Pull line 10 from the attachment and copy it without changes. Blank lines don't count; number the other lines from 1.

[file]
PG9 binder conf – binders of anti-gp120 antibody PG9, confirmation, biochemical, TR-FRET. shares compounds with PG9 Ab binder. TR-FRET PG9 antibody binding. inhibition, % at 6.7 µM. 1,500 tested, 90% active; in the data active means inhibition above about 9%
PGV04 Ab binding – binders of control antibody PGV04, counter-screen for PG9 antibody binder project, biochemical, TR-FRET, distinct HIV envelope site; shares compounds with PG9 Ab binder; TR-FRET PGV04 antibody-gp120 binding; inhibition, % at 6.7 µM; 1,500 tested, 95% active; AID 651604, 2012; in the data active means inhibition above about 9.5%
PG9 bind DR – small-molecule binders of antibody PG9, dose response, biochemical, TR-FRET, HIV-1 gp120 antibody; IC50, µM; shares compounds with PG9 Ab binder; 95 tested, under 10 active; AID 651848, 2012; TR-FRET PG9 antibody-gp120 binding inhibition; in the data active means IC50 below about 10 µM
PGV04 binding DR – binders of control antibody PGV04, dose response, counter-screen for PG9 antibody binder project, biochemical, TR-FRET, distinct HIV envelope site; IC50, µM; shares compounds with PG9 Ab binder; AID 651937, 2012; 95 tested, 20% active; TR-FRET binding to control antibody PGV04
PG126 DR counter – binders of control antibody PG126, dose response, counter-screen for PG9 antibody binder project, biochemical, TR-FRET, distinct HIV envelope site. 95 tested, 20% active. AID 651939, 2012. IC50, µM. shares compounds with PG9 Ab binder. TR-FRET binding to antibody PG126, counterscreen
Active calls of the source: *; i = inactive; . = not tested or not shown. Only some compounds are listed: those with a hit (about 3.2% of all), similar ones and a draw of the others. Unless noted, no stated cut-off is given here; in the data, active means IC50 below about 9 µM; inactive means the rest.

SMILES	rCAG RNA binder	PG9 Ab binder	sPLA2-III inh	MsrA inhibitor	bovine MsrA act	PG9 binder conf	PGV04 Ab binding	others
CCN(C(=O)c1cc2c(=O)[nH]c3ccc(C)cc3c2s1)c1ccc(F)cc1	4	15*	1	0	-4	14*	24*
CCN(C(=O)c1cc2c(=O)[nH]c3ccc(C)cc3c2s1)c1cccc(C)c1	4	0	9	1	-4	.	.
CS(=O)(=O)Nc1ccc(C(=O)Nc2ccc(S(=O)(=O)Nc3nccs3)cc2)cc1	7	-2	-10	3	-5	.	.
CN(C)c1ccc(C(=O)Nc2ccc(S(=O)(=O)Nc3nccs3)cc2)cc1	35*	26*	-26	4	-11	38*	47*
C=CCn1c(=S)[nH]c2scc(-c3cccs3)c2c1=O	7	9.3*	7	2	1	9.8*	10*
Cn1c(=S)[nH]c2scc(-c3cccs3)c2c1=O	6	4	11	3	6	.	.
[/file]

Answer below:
CS(=O)(=O)Nc1ccc(C(=O)Nc2ccc(S(=O)(=O)Nc3nccs3)cc2)cc1	7	-2	-10	3	-5	.	.